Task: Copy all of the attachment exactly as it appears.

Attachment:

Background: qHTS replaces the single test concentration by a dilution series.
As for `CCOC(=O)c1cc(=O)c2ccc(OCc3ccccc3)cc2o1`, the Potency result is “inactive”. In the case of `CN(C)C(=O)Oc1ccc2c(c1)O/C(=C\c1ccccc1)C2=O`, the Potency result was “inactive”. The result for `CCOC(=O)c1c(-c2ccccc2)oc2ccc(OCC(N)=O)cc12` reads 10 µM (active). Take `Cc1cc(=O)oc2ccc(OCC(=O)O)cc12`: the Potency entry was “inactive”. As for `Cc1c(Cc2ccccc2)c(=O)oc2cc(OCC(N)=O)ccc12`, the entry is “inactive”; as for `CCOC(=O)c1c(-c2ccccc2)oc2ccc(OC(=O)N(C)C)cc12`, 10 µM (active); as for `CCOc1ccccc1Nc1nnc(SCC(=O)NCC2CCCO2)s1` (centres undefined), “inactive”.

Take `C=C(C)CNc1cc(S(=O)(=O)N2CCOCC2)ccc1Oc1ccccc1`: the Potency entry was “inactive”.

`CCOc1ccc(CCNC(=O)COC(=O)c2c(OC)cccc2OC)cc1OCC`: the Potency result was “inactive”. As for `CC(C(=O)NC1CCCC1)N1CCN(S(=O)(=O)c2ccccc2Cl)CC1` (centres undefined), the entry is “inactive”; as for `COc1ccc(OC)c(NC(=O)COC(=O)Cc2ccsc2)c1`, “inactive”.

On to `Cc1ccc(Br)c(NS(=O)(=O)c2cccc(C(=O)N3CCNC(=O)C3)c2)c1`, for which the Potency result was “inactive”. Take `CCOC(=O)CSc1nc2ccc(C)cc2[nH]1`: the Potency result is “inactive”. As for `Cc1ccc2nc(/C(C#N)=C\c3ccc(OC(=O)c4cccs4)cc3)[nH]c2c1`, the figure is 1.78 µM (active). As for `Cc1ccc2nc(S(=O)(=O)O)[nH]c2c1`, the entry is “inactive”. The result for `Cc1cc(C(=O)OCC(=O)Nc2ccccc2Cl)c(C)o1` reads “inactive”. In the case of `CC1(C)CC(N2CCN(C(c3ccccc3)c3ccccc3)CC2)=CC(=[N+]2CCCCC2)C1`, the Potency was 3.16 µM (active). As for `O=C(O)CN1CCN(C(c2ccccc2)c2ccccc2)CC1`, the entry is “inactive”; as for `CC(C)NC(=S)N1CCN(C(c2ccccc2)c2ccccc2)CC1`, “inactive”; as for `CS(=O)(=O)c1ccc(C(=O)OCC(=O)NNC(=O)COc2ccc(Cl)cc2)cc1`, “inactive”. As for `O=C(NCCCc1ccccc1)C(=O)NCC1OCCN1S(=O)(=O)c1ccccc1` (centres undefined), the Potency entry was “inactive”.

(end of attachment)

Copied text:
Background: qHTS replaces the single test concentration by a dilution series.
As for `CCOC(=O)c1cc(=O)c2ccc(OCc3ccccc3)cc2o1`, the Potency result is “inactive”. In the case of `CN(C)C(=O)Oc1ccc2c(c1)O/C(=C\c1ccccc1)C2=O`, the Potency result was “inactive”. The result for `CCOC(=O)c1c(-c2ccccc2)oc2ccc(OCC(N)=O)cc12` reads 10 µM (active). Take `Cc1cc(=O)oc2ccc(OCC(=O)O)cc12`: the Potency entry was “inactive”. As for `Cc1c(Cc2ccccc2)c(=O)oc2cc(OCC(N)=O)ccc12`, the entry is “inactive”; as for `CCOC(=O)c1c(-c2ccccc2)oc2ccc(OC(=O)N(C)C)cc12`, 10 µM (active); as for `CCOc1ccccc1Nc1nnc(SCC(=O)NCC2CCCO2)s1` (centres undefined), “inactive”.

Take `C=C(C)CNc1cc(S(=O)(=O)N2CCOCC2)ccc1Oc1ccccc1`: the Potency entry was “inactive”.

`CCOc1ccc(CCNC(=O)COC(=O)c2c(OC)cccc2OC)cc1OCC`: the Potency result was “inactive”. As for `CC(C(=O)NC1CCCC1)N1CCN(S(=O)(=O)c2ccccc2Cl)CC1` (centres undefined), the entry is “inactive”; as for `COc1ccc(OC)c(NC(=O)COC(=O)Cc2ccsc2)c1`, “inactive”.

On to `Cc1ccc(Br)c(NS(=O)(=O)c2cccc(C(=O)N3CCNC(=O)C3)c2)c1`, for which the Potency result was “inactive”. Take `CCOC(=O)CSc1nc2ccc(C)cc2[nH]1`: the Potency result is “inactive”. As for `Cc1ccc2nc(/C(C#N)=C\c3ccc(OC(=O)c4cccs4)cc3)[nH]c2c1`, the figure is 1.78 µM (active). As for `Cc1ccc2nc(S(=O)(=O)O)[nH]c2c1`, the entry is “inactive”. The result for `Cc1cc(C(=O)OCC(=O)Nc2ccccc2Cl)c(C)o1` reads “inactive”. In the case of `CC1(C)CC(N2CCN(C(c3ccccc3)c3ccccc3)CC2)=CC(=[N+]2CCCCC2)C1`, the Potency was 3.16 µM (active). As for `O=C(O)CN1CCN(C(c2ccccc2)c2ccccc2)CC1`, the entry is “inactive”; as for `CC(C)NC(=S)N1CCN(C(c2ccccc2)c2ccccc2)CC1`, “inactive”; as for `CS(=O)(=O)c1ccc(C(=O)OCC(=O)NNC(=O)COc2ccc(Cl)cc2)cc1`, “inactive”. As for `O=C(NCCCc1ccccc1)C(=O)NCC1OCCN1S(=O)(=O)c1ccccc1` (centres undefined), the Potency entry was “inactive”.